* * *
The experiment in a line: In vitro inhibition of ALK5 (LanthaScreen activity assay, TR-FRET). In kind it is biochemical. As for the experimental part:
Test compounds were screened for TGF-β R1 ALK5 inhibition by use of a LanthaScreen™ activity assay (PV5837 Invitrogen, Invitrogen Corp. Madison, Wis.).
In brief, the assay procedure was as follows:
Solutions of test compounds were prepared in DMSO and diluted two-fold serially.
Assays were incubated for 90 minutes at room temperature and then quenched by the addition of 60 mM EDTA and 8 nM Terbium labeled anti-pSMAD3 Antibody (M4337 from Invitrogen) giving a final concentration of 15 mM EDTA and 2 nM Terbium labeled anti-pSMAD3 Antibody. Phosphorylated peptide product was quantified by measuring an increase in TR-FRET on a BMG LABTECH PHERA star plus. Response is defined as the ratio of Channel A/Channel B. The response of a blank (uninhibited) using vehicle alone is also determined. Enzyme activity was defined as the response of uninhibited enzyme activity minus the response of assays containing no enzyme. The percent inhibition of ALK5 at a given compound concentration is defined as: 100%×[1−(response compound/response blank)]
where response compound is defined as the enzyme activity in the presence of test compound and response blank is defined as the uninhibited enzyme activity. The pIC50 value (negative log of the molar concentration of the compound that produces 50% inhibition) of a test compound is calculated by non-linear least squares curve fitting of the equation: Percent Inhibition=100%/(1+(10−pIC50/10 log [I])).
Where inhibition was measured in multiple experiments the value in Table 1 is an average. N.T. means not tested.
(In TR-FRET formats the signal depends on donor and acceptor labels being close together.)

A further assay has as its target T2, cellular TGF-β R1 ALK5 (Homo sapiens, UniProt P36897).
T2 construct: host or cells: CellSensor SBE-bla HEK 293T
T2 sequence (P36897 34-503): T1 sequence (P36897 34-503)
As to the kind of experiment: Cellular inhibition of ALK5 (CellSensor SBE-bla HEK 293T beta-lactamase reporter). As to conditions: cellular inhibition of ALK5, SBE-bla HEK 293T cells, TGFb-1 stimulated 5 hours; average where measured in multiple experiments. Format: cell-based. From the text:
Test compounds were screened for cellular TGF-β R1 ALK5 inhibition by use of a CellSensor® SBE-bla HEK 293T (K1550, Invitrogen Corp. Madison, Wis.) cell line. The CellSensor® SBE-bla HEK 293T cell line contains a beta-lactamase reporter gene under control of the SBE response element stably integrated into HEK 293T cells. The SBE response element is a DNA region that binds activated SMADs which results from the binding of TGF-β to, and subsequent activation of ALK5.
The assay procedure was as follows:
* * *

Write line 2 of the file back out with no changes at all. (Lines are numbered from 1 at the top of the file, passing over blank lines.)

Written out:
Test compounds were screened for TGF-β R1 ALK5 inhibition by use of a LanthaScreen™ activity assay (PV5837 Invitrogen, Invitrogen Corp. Madison, Wis.).